Do Books Matter? Read The Bloomsbury Review
Over 30 years ago, The Bloomsbury Review emerged from the back room of an independent bookstore in Denver as a harbinger in the shifting literary world. Its message didn't pull any punches :
We don't plug the mega-bestsellers. We don't push celebrity biographies or "how-to-get-richer-thinner-smarter-happier books." And we don't hype books or authors that are reviewed in every newspaper and magazine in the country. You hear enough about them already. The Bloomsbury Review is simply lively writing about good reading and great writers.
As book sections in daily newspapers vanish, and the whirl of social media and radio and TV networks blurs into fleeting headlines, the unfolding quarterly issues from The Bloomsbury Review have never seemed more important. And more lasting.
Do books matter? Do authors play a special role in our communities and lives?
Dating back to its first issue in 1980, The Bloomsbury Review has answered those questions with a commitment to small and independent presses, academic publishers, and the extraordinary works of thousands of American and international poets, novelists and nonfiction writers often left out of the daily pulp and media hype.
Featuring groundbreaking and in-depth interviews between authors and cutting edge reviews of new and rediscovered books, The Bloomsbury Review cultivated my generation -- and a huge community of readers in the 1980s until today -- with insights and challenges from emerging writers across the country, Latin American authors, Russia's literary underground, prose & poetry from the Caribbean, South African writers in the Apartheid era, among scores of other literary movements and themes rooted in the American West and across the States.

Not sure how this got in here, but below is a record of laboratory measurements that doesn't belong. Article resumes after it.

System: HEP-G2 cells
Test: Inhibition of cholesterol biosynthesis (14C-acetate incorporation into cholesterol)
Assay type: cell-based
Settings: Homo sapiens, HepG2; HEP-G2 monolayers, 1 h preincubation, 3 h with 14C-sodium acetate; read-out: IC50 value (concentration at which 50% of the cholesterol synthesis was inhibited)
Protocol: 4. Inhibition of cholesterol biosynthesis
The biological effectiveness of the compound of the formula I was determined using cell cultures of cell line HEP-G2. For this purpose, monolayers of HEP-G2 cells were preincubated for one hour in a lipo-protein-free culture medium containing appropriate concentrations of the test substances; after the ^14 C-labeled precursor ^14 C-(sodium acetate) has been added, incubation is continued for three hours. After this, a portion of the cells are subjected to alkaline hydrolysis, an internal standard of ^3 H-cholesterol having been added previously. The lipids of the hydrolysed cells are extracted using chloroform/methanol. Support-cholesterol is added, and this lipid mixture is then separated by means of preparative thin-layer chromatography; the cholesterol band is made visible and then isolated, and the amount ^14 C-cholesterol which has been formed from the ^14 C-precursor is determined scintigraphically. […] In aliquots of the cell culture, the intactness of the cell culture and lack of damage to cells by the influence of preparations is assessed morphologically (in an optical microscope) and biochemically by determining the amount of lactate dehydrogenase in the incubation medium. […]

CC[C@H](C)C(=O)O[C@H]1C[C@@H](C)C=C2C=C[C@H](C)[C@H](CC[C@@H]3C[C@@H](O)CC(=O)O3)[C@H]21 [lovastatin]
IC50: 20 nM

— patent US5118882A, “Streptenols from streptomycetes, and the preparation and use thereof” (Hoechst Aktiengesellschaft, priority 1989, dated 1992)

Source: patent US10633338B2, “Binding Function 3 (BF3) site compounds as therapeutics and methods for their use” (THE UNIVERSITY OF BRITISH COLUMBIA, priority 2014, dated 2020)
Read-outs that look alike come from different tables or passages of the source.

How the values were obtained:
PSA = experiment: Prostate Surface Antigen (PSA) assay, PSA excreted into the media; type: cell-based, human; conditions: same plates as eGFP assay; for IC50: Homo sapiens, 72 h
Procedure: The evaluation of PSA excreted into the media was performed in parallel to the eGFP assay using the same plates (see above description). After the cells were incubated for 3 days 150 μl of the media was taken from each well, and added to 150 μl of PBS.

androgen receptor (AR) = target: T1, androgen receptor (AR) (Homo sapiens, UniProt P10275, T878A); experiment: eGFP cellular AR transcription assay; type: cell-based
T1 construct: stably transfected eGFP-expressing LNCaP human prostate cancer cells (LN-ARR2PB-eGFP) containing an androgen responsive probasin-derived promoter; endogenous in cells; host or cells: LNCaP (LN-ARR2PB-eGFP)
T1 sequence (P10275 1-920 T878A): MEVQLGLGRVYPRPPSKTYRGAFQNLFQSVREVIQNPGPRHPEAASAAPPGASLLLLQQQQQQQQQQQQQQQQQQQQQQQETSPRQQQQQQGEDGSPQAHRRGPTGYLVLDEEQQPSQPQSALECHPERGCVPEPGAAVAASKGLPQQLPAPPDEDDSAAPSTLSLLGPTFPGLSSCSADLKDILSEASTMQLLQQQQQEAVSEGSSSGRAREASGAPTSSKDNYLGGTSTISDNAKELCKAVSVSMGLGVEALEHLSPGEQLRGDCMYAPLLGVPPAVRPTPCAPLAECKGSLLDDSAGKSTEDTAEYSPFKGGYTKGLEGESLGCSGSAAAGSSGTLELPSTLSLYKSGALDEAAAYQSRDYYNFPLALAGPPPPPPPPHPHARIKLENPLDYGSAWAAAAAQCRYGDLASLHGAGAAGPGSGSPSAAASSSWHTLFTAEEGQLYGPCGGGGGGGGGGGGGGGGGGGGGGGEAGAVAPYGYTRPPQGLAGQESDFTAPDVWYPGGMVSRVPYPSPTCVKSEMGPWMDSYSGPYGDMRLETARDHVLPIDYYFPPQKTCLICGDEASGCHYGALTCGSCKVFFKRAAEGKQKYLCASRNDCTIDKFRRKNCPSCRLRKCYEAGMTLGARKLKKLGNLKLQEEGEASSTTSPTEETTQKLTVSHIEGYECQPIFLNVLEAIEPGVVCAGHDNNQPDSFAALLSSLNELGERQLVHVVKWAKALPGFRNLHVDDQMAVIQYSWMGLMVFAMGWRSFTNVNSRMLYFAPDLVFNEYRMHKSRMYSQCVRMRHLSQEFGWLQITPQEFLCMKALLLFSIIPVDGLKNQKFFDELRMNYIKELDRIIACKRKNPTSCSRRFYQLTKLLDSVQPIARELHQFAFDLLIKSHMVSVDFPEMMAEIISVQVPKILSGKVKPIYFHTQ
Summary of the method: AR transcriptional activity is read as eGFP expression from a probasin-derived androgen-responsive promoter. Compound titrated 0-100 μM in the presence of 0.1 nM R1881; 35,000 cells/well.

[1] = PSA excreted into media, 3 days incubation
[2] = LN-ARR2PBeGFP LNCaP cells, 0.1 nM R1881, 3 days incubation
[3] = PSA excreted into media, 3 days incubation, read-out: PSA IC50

For many readers, TBR has been the place they discovered: Wendell Berry, Linda Hogan, Edwidge Danticat, Carolyn Forché, Rita Dove, Milan Kundera, Vikram Seth & Ted Conover, Ed Abbey and Barbara Kingsolver, Junot Diaz, Terry Tempest Williams, Eduardo Galeano, and Isabel Allende -- and literally thousands of other authors.
Every issue has wrestled with the role of the writer in society -- the dangerous intersection between arts, culture and resistance. Based in the American West, The Bloomsbury Review has provided some of the most important and pioneering analysis on the role of writing, the land and a sense of place.
And now The Bloomsbury Review needs our help. The cost of ethics, as David Perkins has noted, has been especially devastating for the literary world and print media.
Without any major corporate support, a grassroots effort has emerged to keep The Bloomsbury Review and its legacy alive. Here's an update from Alice Auer Connor, the sister of Tom Auer, founder of The Bloomsbury Review, and sister to current Publisher and Editor-in-Chief, Marilyn Auer:
I am starting a grassroots effort to preserve one of our national literary treasures, The Bloomsbury Review. It is a small, beautifully written quarterly magazine about what is new and upcoming in the book world, focusing on the work of new and seasoned writers. It has been advertising supported for the last 33 years, but as we all know, advertising dollars are severely limited these days. We have loyal readers and followers -- it is to you that I am reaching out today and to your friends who read. I am an avid book lover and reader and average about $40 per month in book purchases.
Since we are in danger of closing our doors, I am asking that you please donate $40 one time to The Bloomsbury Review, to keep the magazine open, to keep my sister Marilyn, the editor and publisher, working her special kind of magic for the written-word artists in our world today. If this amount of money is not comfortable for you, please send what you can. The bare-bones budget won't change. It will remain the same.